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 Algebra and Number Theory
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Tag Archives: Clique
Protected: Partially Ordered Knapsack
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Posted in Appendix Mathematical Programming
Tagged Clique, Difficulty 5, Knapsack, Partially Ordered Knapsack, uncited reduction
Protected: Conjunctive Boolean Query
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Posted in Appendix: Storage and Retrieval
Tagged Clique, Conjunctive Boolean Query, Conjunctive Query Foldability, Difficulty 3, SR31, uncited reduction
Protected: KClosure
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Posted in AppendixGraph Theory
Tagged Clique, Difficulty 8, GT58, KClosure, Reductions I needed help with, Weighted KClosure
Protected: Maximum Subgraph Matching
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Posted in AppendixGraph Theory
Tagged Clique, Difficulty 2, Difficulty 5, GT48, GT50, Largest Common Subgraph, Maximum Subgraph Matching, No G&J reference, Subgraph Isomorphism, uncited reduction
Protected: Induced Subgraph with Property π, Induced Connected Subgraph with Property π
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Posted in AppendixGraph Theory
Tagged 3sat, Clique, Difficulty 10, GT21, GT22, Independent Set, Induced Subgraph With Property Pi, Vertex Cover
Protected: Balanced Complete Bipartite Subgraph
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Posted in AppendixGraph Theory
Tagged Balanced Complete Bipartite Subgraph, Clique, Difficulty 7, GT24
Protected: Largest Common Subgraph
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Posted in Chapter 3 Exercises
Tagged Clique, Difficulty 3, GT49, Largest Common Subgraph, No G&J reference, reductions, uncited reduction
Clique
G&J don’t even bother to prove Clique is NPComplete, just stating that it (and Independent Set) is a “different version” of Vertex Cover. But the problem comes up often enough that it’s worth seeing in its own right.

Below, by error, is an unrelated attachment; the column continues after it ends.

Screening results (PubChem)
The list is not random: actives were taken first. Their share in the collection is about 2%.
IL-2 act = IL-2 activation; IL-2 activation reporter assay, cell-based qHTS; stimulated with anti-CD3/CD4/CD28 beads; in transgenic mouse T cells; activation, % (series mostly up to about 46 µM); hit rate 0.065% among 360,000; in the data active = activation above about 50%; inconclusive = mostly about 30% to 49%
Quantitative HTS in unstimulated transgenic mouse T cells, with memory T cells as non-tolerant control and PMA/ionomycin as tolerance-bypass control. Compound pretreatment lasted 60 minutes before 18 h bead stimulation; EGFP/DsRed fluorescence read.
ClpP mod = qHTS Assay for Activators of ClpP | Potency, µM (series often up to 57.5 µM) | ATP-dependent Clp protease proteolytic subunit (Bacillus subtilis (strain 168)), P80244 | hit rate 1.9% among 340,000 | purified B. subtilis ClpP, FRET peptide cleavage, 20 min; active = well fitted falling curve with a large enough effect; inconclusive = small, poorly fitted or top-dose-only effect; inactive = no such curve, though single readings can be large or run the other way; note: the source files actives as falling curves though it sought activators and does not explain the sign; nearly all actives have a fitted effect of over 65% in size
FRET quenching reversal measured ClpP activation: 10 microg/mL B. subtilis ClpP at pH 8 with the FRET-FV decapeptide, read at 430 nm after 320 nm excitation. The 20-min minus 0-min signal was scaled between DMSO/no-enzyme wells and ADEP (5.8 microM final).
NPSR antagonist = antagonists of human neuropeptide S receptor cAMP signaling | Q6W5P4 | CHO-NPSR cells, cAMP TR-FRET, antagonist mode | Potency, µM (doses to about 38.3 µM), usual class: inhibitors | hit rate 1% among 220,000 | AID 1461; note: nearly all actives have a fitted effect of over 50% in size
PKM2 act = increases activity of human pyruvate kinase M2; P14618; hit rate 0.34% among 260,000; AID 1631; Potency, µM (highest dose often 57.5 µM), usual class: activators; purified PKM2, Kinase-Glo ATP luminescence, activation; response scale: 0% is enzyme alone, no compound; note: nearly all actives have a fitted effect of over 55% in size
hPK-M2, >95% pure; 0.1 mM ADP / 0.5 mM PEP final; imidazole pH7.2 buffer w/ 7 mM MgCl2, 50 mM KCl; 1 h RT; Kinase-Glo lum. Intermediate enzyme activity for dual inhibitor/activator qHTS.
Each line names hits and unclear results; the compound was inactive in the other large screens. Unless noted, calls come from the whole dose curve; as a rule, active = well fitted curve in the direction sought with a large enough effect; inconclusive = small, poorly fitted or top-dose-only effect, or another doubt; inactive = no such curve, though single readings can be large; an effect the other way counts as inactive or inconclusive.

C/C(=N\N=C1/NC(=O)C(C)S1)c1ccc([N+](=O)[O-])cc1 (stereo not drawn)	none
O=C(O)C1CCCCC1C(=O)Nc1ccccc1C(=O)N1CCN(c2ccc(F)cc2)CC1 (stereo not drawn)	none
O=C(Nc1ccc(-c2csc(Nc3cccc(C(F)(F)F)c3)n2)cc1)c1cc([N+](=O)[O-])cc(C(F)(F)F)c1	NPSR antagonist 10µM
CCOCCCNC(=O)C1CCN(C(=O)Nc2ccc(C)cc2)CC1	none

The problem: Clique (I’ve also seen “Max Clique” or “Clique Decision Problem” (CDP))
The definition: Given a graph G=(V,E), and a positive integer J (G&J say J needs to be ≤ V, but I think you can allow large values and make your algorithm just say “no”). Does J contain a subset V’ of V, or size at least J, where every two vertices in V’ are joined by an edge in E?
Example: Using the graph we had for VC:
{a,c,d} form a clique of size 3. There are no cliques of size 4, but if we add the edge (d,g) and the edge (c,h), then the vertices {c,d,g,h} would be one.
The reduction: From Vertex Cover. Given a graph G and an integer K that is an instance of Vertex Cover, take the complement of G (the complement of a graph has the same vertices, but the set of edges is “inverted”: (u,v) is an edge in the complement if and only if it was not an edge in G), and use it as your instance of CDP. Set J= VK
Difficulty: 3. It’s not a 2 because it takes a little thought to see why the complement works.
Note: As stated perviously, I teach this course using the Cormen book, so in class I show Clique is NPHard by reducing from 3SAT. It’s a good example of a hard reduction, probably about as hard as the VC reduction G&J do.
Posted in Core Problems
Tagged Clique, core problems, Difficulty 3, reductions, Vertex Cover
Vertex Cover
Back to the “core 6” with a classic problem from graph theory. There are lots of similar graph problems, so it’s important to keep them all straight.
The Problem: Vertex Cover (VC)
The Definition: Given a graph G=(V,E) and a positive integer K (G&J say that K ≤ V, but really, if it’s bigger than that, you can have the algorithm just return “yes”). Can I find a subset V’ of V, V’ ≤ K, where every edge in E has at least one endpoint in V’?
Example: Hmm, I wonder if I can insert an image..
Ok, looks like that worked. In the graph above, {c,d,g} is a vertex cover, because all edges have at least one endpoint in the set {c,d,g}. As we’ll see later, a graph containing a clique (complete subgraph) of N nodes will need at have at least N1 of those vertices in the cover.
The reduction: From 3SAT. G&J on pages 5456 show the construction. We build a graph with vertices for all variables and their negation, with an edge between them. We have three variables for each clause, connected in a triangle. (The three variables correspond to “positions” in the clause). Then there is an edge from each vertex corresponding to a literal (or its negation) to its corresponding “clause vertex” the vertex that holds the position of that variable in the original formula. K= # of variables + 2* number of clauses.
Difficulty: 7 , assuming it’s the first time a student has seen this sort of reduction. If they have seen something similar (for example, a reduction from 3SAT to Clique), then maybe a 5. The ideas are pretty similar.
Note: I teach my algorithms class using the Cormen book. In it, they reduce 3SAT to Clique, proving Clique is NPComplete, and then reduce Clique to VC. This works in the exact same way as the reduction from VC to Clique that I’ll be doing here next.
Posted in Core Problems
Tagged 3sat, Clique, core problems, Difficulty 7, reductions, Vertex Cover